Front wheel angles - Steer_wh_ang_30.swf - 2007-01-24 - 16:58

Axle Alignment Given that the average fuel consumption of the vehicle above is 36 L/100Km with the axles correctly aligned. The effect of misalignment will be an increase in fuel consumption of: +3.4% (37.2 L/100Klm) if two of the trailer axles are misaligned by 13mm in the same direction. +23.4% (44.4 L/100Km) if two of the trailer axles are misaligned by 13mm in opposite directions.


Front wheel angles - Steer_wh_ang_31.swf - 2007-01-24 - 16:58

Effect of tyre pressure Tyre pressure effects rolling resistance because it determines the amount of tyre that contacts the road surface. A general rule of thumb is: For every 0,7 bar (10 psi) of under-inflation there will be a 1% increase of the fuel consumption. The picture shows three tyres and the corresponding “foot print” that each has on the road surface. The tyre on the left is over-inflated, has a small foot print, and therefore less rolling resistance and lower fuel consumption. However the tyre life will be reduced as the centre of the tyre will tend to wear out. The centre tyre is under-inflated producing a larger foot print, higher rolling resistance and therefore higher fuel consumption. The tyre life is also reduced due to the increased flexing of the tyre wall which also causes over heating. The tyre on the right is at the correct pressure and as a result gives the best compromise between tyre life and fuel consumption. The effects of tyre pressure on rolling resistance are also shown on the graph on the left. The graph on the right shows the effect of tyre pressure on tyre life. Tyre pressure is the most important factor in terms of rolling resistance and, therefore, of fuel consumption and economy.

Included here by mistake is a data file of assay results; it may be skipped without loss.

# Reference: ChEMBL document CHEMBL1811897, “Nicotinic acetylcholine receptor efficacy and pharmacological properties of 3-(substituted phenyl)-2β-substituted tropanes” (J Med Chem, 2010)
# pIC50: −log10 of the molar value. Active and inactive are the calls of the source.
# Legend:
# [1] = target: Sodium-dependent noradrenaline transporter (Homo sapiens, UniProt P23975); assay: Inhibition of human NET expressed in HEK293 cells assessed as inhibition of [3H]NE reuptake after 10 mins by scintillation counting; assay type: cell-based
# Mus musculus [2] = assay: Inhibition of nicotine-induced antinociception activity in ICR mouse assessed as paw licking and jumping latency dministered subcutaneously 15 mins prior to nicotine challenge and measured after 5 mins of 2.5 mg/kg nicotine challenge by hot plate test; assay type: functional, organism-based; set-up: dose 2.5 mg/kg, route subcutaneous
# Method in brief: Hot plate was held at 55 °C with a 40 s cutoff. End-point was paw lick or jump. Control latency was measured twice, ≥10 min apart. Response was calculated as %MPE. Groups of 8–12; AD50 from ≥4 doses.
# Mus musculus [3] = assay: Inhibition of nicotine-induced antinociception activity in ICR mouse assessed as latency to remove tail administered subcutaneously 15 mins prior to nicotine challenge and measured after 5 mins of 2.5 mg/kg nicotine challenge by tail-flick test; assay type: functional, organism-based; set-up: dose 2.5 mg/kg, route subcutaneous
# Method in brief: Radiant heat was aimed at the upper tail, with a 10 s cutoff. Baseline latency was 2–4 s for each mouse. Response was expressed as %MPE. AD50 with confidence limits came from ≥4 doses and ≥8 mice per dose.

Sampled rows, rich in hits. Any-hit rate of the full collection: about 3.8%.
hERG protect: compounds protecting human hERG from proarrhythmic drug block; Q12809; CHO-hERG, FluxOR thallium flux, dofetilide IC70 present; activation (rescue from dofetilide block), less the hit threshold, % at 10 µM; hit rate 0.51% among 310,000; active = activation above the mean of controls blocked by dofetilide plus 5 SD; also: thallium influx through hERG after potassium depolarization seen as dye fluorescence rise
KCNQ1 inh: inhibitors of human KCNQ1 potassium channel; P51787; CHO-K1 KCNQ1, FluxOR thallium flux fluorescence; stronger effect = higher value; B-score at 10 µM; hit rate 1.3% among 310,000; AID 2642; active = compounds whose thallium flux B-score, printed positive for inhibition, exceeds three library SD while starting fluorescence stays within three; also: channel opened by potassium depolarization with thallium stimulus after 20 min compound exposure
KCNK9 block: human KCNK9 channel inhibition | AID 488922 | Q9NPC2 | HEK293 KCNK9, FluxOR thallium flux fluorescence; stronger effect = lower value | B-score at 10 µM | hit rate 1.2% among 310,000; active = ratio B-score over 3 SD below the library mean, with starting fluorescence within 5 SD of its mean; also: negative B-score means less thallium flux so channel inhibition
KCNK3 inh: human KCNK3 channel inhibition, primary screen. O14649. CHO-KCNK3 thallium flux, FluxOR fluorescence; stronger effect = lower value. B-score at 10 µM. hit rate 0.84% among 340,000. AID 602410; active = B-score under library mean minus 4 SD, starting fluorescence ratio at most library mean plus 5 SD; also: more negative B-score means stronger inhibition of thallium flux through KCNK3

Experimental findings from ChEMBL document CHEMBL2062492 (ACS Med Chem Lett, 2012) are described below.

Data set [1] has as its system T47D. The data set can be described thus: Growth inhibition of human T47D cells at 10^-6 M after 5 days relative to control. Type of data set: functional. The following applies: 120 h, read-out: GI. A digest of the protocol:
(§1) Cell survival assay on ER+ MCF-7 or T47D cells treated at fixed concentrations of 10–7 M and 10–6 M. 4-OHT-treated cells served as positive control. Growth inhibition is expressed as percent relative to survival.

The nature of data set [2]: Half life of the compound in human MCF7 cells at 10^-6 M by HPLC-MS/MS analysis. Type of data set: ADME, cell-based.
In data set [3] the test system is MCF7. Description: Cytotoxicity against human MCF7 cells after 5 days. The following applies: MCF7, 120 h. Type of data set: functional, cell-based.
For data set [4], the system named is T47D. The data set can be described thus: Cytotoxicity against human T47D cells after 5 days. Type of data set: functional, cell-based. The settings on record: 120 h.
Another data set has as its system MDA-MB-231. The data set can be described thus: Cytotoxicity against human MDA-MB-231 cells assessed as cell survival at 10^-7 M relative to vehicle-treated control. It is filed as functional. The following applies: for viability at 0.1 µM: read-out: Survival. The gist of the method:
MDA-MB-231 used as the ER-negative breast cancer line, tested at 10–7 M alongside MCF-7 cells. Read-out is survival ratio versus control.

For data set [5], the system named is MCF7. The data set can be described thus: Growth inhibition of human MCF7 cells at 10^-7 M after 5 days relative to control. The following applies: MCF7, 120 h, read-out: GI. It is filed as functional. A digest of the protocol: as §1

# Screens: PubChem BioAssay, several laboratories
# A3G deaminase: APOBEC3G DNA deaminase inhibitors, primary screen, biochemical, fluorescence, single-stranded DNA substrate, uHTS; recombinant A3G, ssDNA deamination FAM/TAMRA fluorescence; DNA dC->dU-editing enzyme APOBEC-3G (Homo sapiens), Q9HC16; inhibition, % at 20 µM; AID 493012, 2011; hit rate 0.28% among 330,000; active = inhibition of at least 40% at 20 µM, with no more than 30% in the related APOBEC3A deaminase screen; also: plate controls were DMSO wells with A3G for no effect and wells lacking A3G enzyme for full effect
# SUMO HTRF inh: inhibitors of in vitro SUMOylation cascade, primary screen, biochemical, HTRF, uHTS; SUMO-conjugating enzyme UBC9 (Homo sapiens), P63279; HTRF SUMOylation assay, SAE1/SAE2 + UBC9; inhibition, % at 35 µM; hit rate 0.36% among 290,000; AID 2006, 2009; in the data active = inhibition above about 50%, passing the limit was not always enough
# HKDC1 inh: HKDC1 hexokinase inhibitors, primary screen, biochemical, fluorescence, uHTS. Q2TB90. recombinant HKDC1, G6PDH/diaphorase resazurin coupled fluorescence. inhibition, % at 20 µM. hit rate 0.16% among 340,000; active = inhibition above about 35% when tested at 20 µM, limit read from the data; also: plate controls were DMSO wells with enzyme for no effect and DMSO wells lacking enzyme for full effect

Front wheel angles - Steer_wh_ang_sumup_33.swf - 2007-01-24 - 16:59

1. Which are the five different front wheel angles? 2. Why do the vehicle have a positive camber? 3. Match the different abnormal tyre wear pattern with the corresponding incorrect wheel angle. 4. How does wrong tyre pressure effect the vehicle? 5. What more could cause abnormal tyre wear?


Front wheel angles - Steer_wh_ang_assess_34.swf - 2007-01-24 - 16:59

Assessment questions 1. What is the name of the wheel angle that will make the vehicle straighten up? 2. There is a rule of thumb regarding fuel consumption increase depending of under inflated tyres. According to that rule of thumb, how much will the fuel consumption increase for every 0,7bar (10 psi)? 3. Why does the front end of the vehicle rise slightly when the front wheels are turned?


© Copyright 2007 Volvo Truck Corporation